SUBSCRIBE NOW
$3 for 3 months. Save 90%.
SUBSCRIBE NOW
$3 for 3 months. Save 90%.

Cael Sanderson, Penn State wrestlers make their case for another year of eligibility

LAUREN MUTHLER
Centre Daily Times (TNS)
Penn State head wrestling coach Cael Sanderson.
  • Cael Sanderson is the head coach of the Penn State wrestling program.
  • Sanderson believes winter athletes should get another year of college eligibility.
  • Many NCAA winter athletes didn't get to complete their 2019-2020 seasons.

Two days after the NCAA voted to give NCAA Division I spring sports athletes another year of eligibility, but not winter sports athletes, Penn State wrestling coach Cael Sanderson broke his social-media silence.

The coach, who hasn’t tweeted since Oct. 21, 2018, when he congratulated former Nittany Lion David Taylor on his world championship, made his thoughts clear about the NCAA’s decision.

“Winter sport student-athletes who lost the opportunity to compete at the NCAA championships need to be given the option of another year of eligibility,” he said Wednesday. “Although complicated, details can be worked out and it’s the right thing to do in the long run.”

Wrestling season was cut short this year because of the coronavirus pandemic, robbing Nittany Lions Roman Bravo-Young, Nick Lee, Jarod Verkleeren, Vincenzo Joseph, Mark Hall, Aaron Brooks and Shakur Rasheed of the chance to compete at the NCAA Wrestling Championships in Minneapolis.

Bravo-Young, a sophomore, has also been vocal about the NCAA’s decision, taking to Twitter as soon as the announcement was made Monday night.

“What a joke. We just gave a free year of labor to the NCAA,” he said.

When somebody pointed out that winter sports athletes had gotten to finish most of their seasons, he replied: “NCAAs is what you’re remembered for.”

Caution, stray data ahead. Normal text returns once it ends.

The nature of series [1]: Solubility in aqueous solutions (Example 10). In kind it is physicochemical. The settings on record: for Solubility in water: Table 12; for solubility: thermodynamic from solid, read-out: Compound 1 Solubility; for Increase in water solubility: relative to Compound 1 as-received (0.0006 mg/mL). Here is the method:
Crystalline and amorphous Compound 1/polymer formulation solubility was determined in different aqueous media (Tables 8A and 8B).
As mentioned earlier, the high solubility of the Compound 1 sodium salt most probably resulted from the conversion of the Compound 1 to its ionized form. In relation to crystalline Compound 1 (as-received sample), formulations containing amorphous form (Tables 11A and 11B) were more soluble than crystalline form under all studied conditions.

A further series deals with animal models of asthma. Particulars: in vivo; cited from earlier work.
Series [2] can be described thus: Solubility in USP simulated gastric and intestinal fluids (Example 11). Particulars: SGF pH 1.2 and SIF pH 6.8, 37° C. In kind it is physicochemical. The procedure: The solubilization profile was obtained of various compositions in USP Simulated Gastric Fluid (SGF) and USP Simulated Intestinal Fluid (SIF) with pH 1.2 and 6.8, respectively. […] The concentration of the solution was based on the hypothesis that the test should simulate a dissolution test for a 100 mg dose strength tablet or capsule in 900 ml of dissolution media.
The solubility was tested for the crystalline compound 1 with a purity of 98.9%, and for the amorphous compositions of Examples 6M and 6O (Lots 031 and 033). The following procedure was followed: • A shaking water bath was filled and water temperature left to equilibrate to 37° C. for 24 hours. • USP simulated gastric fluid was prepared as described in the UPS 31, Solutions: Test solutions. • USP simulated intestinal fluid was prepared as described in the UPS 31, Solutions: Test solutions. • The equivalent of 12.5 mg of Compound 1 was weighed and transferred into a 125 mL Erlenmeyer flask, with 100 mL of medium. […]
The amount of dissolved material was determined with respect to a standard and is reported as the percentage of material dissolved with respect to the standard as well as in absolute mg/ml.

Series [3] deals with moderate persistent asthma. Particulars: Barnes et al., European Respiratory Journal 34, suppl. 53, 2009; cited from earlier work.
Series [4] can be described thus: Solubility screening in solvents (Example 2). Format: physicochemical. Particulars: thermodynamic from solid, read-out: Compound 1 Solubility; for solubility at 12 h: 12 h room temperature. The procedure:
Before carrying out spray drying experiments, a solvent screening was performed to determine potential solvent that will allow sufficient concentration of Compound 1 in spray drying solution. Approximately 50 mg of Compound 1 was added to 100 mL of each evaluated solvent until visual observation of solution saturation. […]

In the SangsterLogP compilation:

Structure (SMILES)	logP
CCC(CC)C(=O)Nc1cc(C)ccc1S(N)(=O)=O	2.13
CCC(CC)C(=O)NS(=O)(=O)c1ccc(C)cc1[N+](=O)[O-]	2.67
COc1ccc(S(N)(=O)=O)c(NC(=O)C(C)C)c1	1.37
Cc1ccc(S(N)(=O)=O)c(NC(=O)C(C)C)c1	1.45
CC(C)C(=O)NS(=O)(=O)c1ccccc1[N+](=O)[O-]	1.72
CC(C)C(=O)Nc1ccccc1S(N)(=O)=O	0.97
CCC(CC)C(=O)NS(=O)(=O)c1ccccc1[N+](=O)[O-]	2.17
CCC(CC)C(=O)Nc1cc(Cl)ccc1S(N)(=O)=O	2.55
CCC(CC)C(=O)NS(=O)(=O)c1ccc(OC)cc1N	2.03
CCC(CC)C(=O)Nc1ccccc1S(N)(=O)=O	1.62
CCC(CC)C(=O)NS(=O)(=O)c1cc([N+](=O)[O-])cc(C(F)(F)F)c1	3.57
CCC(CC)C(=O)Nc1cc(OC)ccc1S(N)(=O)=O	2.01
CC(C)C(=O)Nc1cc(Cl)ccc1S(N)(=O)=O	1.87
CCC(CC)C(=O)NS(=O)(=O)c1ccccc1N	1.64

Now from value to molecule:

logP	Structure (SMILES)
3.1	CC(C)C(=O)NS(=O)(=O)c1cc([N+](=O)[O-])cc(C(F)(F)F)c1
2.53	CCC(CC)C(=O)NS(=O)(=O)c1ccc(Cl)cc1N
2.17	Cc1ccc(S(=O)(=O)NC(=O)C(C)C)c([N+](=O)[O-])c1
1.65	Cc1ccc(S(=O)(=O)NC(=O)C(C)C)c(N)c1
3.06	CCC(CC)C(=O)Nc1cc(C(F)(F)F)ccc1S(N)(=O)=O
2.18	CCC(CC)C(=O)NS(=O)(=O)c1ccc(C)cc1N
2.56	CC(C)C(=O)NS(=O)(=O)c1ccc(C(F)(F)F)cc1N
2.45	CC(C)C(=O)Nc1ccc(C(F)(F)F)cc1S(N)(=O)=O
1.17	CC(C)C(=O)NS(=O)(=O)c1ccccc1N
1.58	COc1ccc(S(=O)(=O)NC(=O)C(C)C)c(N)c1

Rasheed, a sixth-year senior, also voiced his opinion on social media, in a letter he wrote on Instagram.

“Yesterday I found out that winter athletes will not be granted another year. Our year was cut short due to unfortunate circumstances and the whole world is still dealing with this crisis,” he wrote. “The cancelation (sic) is nobody’s fault, what was done had to be done. However, the NCAA got a chance to make it right and give us our year back. This is not granting us ‘another year’ this is simply giving us our full year back that we deserve.

“I am very grateful for this year and the memories I have made but we all go into a year with one main goal and that is to win a National title or All American or simply compete at the NCAA tournament and give it everything we’ve got. While many people dream to have the opportunity to do those things, it was not a dream for us. It was our reality.”

In addition to wrestling, hockey and basketball seasons also were cut short. Those sports were not included in the NCAA’s eligibility decision because many of those athletes had completed all or most of their regular seasons, the council decided.

“At the end we really did coalesce around all of the decisions that we made today,” NCAA Council Chairwoman Grace Calhoun told The Associated Press. “They were strongly supported.”

A Change.org petition was started by college athletes, asking the NCAA to give them back one semester and the chance to compete in their championships. As of 7:30 p.m. Wednesday, it had nearly 1,000 signatures.